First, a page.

Archive for December, 2007

Belmont Not Meeting Water Restriction Guidelines

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With Stage 3 water restrictions in place, Belmont must just be ignoring the severity of the drought.

In October, Governor Easley called on the municipalities throughout the state to cut water useage by 50%. According to the NC Drought Monitor, Belmont just isn’t meeting that goal.

gov-easley-water-consumption-monitor-10-22-07.pdf

Belmont’s average daily useage as of August 2007 was 2.4 million gallons per day.  

  12/10          12/3         11/26         11/19          11/12           11/5          10/29          10/22

-34.76% -29.97% -30.18% -29.48% -17.64% -19.66% -29.31% -33.75%

So, what’s up with that?

It is not as if the state hadn’t given communities guidelines or unreasonable expectations. Back in 2002, during the last drought,  the State passed HB 1215. Section 5 of House Bill 1215 required the Department of Environment and Natural Resources to evaluate water conservation measures being implemented in North Carolina and to identify incentive programs and other voluntary programs that can help foster water conservation, water reuse, and water use efficiency.

water-use-during-droughts-and-water-supply-emergencies.pdf

At the last city council meeting, City Manager Barry Webb, spoke about the possible actions to “encourage” further water conservation, including a “temporary” water rate increase.

We all know that several businesses will be heavily impacted, and that those on “fixed incomes” will want exemptions right off the bat, if council seriously considers this added taxation.

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December 26, 2007 at 6:52 pm Leave a comment

Isn’t this Special ?

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A suburban town just outside of New York City is offering an “opportunity” for its senior citizens to work off their property taxes.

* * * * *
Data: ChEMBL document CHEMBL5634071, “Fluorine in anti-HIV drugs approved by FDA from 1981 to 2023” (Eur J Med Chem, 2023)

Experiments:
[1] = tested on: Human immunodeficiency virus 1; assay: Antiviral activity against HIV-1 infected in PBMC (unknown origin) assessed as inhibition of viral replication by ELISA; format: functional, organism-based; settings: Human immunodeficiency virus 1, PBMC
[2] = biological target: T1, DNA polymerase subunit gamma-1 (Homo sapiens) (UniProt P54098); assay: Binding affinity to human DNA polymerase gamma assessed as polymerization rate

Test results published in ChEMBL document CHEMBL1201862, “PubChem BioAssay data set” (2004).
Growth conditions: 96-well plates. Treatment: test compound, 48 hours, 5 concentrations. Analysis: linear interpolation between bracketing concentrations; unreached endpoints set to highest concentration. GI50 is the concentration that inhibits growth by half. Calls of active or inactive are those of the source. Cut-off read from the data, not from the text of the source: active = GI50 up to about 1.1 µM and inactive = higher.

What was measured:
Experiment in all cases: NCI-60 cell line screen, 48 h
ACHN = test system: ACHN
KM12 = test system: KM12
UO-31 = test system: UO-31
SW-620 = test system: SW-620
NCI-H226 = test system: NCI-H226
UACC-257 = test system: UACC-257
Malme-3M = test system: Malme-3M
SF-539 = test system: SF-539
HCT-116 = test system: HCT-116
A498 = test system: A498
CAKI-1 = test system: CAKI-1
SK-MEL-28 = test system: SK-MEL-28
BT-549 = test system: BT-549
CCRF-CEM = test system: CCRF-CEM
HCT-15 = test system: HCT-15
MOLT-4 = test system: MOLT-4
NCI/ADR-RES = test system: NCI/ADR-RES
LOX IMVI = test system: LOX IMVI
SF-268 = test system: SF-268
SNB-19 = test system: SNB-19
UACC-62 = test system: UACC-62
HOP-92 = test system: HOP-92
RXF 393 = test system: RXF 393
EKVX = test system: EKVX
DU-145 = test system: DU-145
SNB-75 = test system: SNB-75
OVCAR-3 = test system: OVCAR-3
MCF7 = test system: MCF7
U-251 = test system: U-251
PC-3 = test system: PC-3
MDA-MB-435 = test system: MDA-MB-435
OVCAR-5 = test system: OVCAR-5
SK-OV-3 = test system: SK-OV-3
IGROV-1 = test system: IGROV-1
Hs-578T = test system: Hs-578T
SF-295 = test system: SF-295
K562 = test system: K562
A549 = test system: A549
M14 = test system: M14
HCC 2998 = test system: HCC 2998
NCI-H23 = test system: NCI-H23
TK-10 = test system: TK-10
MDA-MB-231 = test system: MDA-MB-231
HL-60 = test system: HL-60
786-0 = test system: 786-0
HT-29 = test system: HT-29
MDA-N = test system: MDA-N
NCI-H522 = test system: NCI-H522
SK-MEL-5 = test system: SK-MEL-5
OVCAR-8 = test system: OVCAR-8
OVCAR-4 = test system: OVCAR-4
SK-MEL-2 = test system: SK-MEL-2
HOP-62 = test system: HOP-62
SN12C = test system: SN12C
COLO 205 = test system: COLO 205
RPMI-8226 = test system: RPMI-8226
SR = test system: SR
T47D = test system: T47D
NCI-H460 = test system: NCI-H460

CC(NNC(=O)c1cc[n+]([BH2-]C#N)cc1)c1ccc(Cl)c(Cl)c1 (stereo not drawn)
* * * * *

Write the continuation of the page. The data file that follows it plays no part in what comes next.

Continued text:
Wow, a novel way to counteract spiralling need to reach into a homeowner’s wallet. Since we taxed your property that a lot of people want, and you can’t afford the taxes now, we can let you work for us!

We wonder – does that mean the county government payroll goes up, or are the newly minted serfs considered “contract workers”? If the community has a public bidding process, does that mean the senior citizens in the community have to publically bid for the job “opportunity”? Do the wages earned get taxed?

“There are lots of things people can do for the town and it wouldn’t cost us that much to pay them”, said Town Supervisor Paul Feiner.

laughing.jpg    No Doubt…

Minnesota “allows” its senior citizens to defer their property taxes, but not forgives them of the obligation — “This is not a tax forgiveness program – it is a low interest loan from the state. The deferred tax is paid by the state to your county. Interest will be charged on this loan. The interest rate will be adjusted annually, but will never exceed five percent. A lien will attach to your property.” — from the state web page.

OK, so now we owe interest on top of the tax, and our children pay the estate off when we pass away. Sounds like a windfall for the county — even better than the accomodations tax used to fund our community festivals and chambers of commerce.

“They’re heart-committed volunteers,” said Council on Aging Director Patricia McCarthy, to a Whitman, MA, town council. Town Administrator Frank Lynam said there could be work for seniors who want to take on light custodial work at the Town Hall.